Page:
Binding Viewer Devices to Entitlements

To protect your assets and ensure that you realize all possible revenue, with Rights Locker in conjunction with the Device Registration API, you can programmatically bind the entitlements your viewers purchase to the viewers' devices. This binding can prevent your customers from accessing content that they have not purchased.

Relationship of Device Limits and Device Binding

There are several different limits associated with devices and device binding that interact with each other.

  • With the Device Registration API you can build a portal for your users or customer support to manage registered devices. An essential parameter is the device_limit: the upper bound on the number of devices each of your viewers can register. This setting is at the provider level and prevents multiple viewers from sharing the same account.
  • Rights Locker gives you the ability to "bind", or associate, the viewer's devices to your content via entitlements. The essential parameter is the allowable number of devices that can be bound: num_devices_to_bind. This setting is at the viewer level. For example, after a viewer purchases a video, once a viewer starts watching a purchased video on a particular device, the video is restricted to that specific device.

You can bind as many devices as is limited by the device registration device_limit.

These limits are shown graphically below.

  • On the left ("A") is the normal relationship: number of devices to bind is a subset of the overall device limit.
  • The right ("B") shows a case that is possible but that you should make sure to prevent.

    When you create a device-bound entitlement, Ooyala does not check the number of bindable devices against the upper limit of devices per provider. This is both for speed of performance and for separation of concern. Most logically, a device-bound entitlement is part of your checkout or purchasing process on your site. Ooyala has made the creation of entitlements simple to fit in with your checkout, but it is up to you to ensure that "Case B" shown above does not occur, because at playback time, in "Case B", a viewer is denied authorization to access the asset.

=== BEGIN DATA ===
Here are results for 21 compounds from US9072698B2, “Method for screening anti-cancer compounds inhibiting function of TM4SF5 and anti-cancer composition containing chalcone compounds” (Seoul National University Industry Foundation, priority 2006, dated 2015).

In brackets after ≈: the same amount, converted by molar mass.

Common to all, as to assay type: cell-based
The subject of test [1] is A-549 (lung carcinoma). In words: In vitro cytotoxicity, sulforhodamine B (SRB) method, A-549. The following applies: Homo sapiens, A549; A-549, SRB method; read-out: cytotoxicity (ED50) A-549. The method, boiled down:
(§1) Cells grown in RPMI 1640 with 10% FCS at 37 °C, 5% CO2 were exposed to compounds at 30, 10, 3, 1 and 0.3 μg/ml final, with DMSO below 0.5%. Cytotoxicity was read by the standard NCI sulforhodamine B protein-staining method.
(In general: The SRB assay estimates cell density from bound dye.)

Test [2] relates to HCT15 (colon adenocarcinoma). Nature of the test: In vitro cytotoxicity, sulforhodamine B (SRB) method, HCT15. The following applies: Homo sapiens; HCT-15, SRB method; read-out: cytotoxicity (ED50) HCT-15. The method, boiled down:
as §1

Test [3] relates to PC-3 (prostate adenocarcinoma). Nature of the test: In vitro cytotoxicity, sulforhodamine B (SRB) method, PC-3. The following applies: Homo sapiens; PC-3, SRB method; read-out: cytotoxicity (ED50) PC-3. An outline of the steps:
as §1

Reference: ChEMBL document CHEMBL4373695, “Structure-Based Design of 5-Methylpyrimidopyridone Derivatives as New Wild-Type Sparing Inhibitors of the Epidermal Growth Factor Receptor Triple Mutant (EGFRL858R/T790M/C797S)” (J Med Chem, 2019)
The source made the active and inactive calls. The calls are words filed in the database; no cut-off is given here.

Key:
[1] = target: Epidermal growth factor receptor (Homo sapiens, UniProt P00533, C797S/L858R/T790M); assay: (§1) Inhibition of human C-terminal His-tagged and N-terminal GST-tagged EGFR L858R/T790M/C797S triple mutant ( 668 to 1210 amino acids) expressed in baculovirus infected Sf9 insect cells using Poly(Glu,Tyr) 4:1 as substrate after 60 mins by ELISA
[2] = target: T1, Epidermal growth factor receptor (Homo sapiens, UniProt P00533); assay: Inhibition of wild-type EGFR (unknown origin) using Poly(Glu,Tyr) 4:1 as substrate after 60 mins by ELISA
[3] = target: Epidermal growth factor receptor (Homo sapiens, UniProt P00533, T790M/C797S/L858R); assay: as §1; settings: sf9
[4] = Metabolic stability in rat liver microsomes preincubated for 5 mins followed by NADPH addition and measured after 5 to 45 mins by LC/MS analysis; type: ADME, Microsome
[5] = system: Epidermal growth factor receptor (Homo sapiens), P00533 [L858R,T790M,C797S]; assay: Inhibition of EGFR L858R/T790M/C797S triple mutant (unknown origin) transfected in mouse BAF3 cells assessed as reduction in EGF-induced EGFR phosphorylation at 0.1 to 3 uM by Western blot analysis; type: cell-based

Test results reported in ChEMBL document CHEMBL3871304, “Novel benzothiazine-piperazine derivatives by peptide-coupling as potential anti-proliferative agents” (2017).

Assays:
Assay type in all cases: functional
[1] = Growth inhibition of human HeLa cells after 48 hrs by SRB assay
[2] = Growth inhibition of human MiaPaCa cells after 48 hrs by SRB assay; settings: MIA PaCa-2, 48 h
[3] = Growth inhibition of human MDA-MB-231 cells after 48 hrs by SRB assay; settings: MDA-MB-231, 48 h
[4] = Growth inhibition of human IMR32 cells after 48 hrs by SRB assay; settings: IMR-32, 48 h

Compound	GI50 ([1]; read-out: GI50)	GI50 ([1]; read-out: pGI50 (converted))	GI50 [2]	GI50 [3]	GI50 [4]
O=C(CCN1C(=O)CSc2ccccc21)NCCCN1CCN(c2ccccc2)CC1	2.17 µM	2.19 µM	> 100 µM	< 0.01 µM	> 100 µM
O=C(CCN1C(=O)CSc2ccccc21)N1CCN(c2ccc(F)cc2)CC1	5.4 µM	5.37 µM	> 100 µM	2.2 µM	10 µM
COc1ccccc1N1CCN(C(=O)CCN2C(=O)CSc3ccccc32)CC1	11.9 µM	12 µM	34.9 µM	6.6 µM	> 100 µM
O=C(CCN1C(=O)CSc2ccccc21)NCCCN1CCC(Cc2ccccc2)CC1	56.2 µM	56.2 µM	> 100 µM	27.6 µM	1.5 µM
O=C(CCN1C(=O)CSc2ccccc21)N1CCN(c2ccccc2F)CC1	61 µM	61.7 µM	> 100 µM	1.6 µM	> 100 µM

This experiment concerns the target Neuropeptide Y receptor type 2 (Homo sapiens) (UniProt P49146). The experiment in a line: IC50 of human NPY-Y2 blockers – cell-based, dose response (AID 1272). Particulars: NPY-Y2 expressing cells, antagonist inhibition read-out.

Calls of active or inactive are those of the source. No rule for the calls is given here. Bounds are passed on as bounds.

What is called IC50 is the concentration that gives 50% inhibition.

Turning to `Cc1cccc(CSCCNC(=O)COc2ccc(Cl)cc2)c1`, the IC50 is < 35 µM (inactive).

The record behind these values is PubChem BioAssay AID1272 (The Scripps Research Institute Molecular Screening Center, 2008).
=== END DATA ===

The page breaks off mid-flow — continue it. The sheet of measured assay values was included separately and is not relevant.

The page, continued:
Thus, in the design of your device registration portals and your checkout, you need to keep track of the counts of viewers' device such that "Case B" is avoided.

Creating a Device-bound Entitlement

When you create an entitlement, include num_devices_to_bind in the body of the request, for either assets or labels as described in Rights Locker API Reference and highlighted below.

        
{
 “assets” : 	[
     { “content_id” : “an_embed_code”,
       “publishing_rule_id” : “publishing_rule_id”,
	   “external_product_id” : “your_product_id”,
       “start_time” : YYYYMMDD,
       “end_time” : YYYYMMDD,
       "num_devices_to_bind" = upper limit number of devices to bind to content 
     },
     { “content_id” : “another_embed_code”,
          .
          .
          .                        
          },
     .
     . 
     .
     ],
 “labels” :	[
     { “content_id” : “a_label_id”,
       “publishing_rule_id” : “publishing_rule”,
	   “external_product_id” : “your_product_id”,
       “start_time” : YYYYMMDD,
       “end_time” : YYYYMMDD
       "num_devices_to_bind" = upper limit number of devices to bind to content
     },
     { “content_id” : “another_label_id”,
          .
          .
          .                        
          },
     .
     . 
     .
     ]
}